A country’s central bank sets the interest rate at which commercial banks obtain liquidity. This interest rate, known as the key interest rate, determines the conditions under which the banks can borrow money from the central bank.
- The key interest rate influences the level of loan and savings interest.
- In the euro area, the European Central Bank sets the key interest rate.
- Low key interest rates should stimulate the economy.
Key interest rate: an instrument for money market management
Key interest rates have a significant impact on the situation on the money market, which makes them key instruments of monetary policy. Because through the commercial banks, the key interest rate also has an indirect effect on everyday life. For example, the amount of the interest income on savings deposits as well as the interest rate on loans depend on it . As a result, changes in key interest rates have an impact on the costs of investments and loans. The consequences affect economic growth, consumer confidence and the unemployment rate
The central banks control the key interest rate
The state is interested in keeping the price level and the value of money in a currency area stable and responsive to events like one To be able to react to inflation . The central bank, also known as the central bank, fulfills this purpose. In Germany the pursued Deutsche Bundesbank until 1998 this goal. Since then, the European Central Bank (ECB) has taken on the task of ensuring price stability in the euro area. The discount rate valid until 1998 – the interest rate at which the Bundesbank bought the euro from commercial banks – has been replaced by the base rate. Examples of banks in national currency areas are the US Federal Reserve System (FED), the Bank of England and the Swiss National Bank.
Effects of the base rate
By changing the key interest rate, the central bank influences the money supply and economic development in the entire currency area. If the key interest rate rises, capital market rates rise. This is to fight inflation. A cut in key rates is supposed to help a weak recovery lead the economy . The corrections in the key interest rate also have an effect on the strength of one’s own currency compared to foreign currencies. The rate cut is also depressing the price of its own currency – and vice versa. This is how central banks control imports and exports.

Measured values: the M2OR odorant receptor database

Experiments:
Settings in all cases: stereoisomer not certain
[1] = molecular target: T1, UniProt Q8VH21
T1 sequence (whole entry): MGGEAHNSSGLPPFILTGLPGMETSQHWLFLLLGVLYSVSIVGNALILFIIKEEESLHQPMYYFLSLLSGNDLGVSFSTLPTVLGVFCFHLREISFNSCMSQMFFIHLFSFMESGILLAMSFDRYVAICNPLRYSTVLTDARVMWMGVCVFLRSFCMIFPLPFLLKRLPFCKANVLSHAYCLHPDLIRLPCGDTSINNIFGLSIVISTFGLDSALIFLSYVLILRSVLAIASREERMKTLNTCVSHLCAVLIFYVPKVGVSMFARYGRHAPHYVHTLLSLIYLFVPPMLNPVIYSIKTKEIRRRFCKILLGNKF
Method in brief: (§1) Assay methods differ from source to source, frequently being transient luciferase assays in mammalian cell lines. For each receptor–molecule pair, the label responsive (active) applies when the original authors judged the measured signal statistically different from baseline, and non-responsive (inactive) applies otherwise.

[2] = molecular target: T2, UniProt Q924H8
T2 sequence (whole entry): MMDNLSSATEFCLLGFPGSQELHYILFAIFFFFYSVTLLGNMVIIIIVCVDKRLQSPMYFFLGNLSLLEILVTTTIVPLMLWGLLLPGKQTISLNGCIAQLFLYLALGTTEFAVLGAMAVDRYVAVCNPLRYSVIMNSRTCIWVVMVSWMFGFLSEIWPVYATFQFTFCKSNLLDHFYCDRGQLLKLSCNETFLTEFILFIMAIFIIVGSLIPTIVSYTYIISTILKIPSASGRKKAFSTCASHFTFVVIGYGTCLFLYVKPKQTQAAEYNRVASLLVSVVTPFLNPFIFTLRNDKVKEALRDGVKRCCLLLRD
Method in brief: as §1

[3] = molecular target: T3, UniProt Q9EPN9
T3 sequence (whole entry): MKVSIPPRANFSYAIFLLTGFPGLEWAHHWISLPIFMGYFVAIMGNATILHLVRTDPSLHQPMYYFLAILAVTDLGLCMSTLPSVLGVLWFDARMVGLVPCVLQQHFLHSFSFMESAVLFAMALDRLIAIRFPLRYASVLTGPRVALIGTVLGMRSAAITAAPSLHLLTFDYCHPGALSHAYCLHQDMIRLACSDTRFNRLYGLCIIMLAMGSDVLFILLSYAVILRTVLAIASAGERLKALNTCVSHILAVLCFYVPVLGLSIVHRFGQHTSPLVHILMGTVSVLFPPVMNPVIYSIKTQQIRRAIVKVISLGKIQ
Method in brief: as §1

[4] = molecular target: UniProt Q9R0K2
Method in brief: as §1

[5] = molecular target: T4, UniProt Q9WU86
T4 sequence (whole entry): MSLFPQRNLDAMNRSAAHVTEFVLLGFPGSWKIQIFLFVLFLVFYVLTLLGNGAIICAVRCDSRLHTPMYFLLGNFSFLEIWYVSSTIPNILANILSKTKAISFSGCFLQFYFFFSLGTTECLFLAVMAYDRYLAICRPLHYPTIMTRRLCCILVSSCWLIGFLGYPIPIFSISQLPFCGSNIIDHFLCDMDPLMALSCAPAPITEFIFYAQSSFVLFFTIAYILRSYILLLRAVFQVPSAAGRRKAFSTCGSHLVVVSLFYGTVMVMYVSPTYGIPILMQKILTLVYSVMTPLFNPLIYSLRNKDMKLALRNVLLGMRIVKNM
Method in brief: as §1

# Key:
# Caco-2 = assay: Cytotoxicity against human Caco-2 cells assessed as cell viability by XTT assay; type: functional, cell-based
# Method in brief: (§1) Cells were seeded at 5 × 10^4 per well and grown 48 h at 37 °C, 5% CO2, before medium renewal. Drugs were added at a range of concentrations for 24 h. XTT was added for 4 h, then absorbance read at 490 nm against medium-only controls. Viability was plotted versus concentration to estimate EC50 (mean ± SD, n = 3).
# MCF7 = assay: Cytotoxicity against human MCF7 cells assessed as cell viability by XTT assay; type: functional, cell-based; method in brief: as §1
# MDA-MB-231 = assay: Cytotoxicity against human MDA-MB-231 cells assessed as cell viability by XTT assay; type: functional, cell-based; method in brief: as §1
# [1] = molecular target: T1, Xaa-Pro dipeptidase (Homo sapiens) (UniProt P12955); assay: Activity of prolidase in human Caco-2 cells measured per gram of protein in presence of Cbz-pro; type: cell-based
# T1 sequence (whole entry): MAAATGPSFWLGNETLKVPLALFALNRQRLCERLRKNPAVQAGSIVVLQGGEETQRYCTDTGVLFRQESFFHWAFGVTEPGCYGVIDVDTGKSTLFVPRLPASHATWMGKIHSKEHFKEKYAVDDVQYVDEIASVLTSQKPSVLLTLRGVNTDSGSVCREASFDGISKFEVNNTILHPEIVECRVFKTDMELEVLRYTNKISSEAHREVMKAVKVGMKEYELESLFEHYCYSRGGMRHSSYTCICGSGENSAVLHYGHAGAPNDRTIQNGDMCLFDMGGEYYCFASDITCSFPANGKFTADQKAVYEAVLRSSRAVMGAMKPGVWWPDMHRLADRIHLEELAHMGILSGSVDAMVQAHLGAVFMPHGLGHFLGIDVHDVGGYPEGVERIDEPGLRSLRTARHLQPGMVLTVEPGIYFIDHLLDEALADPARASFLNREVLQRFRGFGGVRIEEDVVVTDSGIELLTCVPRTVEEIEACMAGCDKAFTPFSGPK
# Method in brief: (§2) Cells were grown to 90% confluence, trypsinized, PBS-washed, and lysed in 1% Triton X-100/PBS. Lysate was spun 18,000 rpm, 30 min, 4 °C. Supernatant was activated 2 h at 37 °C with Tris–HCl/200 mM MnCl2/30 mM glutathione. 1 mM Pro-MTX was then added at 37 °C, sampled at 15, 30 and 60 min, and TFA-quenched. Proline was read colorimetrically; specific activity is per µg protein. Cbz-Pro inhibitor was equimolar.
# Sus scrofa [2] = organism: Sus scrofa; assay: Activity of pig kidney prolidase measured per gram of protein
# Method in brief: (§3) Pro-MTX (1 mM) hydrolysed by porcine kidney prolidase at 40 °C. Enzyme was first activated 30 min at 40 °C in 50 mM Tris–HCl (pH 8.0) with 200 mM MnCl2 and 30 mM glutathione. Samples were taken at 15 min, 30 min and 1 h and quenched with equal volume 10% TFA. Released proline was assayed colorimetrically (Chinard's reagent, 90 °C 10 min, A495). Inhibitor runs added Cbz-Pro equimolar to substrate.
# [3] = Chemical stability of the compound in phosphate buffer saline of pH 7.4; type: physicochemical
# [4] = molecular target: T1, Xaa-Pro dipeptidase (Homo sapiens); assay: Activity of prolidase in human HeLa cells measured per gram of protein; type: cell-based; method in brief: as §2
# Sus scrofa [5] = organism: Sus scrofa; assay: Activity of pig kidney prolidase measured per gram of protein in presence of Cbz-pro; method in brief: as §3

That means a high key interest rate
An increase in the interest rate which is short for IR by abbreviationfinder, increases the price of money, which ultimately leads to a shortage of money. For commercial banks that is borrowing money has become more expensive and they pass this cost increase on to consumers. For them, too, borrowing becomes more expensive. The incentives in the private sector to take out loans are decreasing. On the other hand, interest-bearing investments become more lucrative. From a macroeconomic perspective, the key interest rate cut is cooling the economy and lowering the inflation rate. The savings rate rises, the investment rate falls.
That means a lower key interest rate
The lowering of the key interest rate has the opposite effects in terms of model theory. Loans are becoming cheaper, which has an impact on willingness to consume and invest. As a result, the investment rate rises, but the savings rate falls. The growing demand for money promotes economic growth and enlivens the stock market. However, the risk of an increased inflation rate increases.
Influence of the key interest rate on private investors
The central bank’s interest rate decisions are therefore quickly felt by private consumers as well. The rise in the key interest rate drives up interest rates for fixed-term deposits and call money accounts . A reduction makes loans cheaper, but the interest on investments melts. Persistently low key interest rates in particular mean difficult times for savers. With classic savings accounts can no longer increase money in the long term and should reorientate themselves towards alternative investments such as stocks or funds. Fixed-term deposits and overnight deposits are still options for short-term investments, for example when saving for a larger expense. Here the saver can also react quickly to changes in interest rates.
Criticism of the key rate
The theoretical model function of the key interest rate is not always reflected in economic reality. Since the economic crisis of 2008, a relative decoupling of the key rate and the interest rates charged by commercial banks has been observed. The key interest rate, which has been severely reduced since the crisis, had not led to the corresponding behavior in lending rates. Some experts consider the reserve requirement and money creation to be more important in lending. In addition, the supply / demand factor must not be underestimated.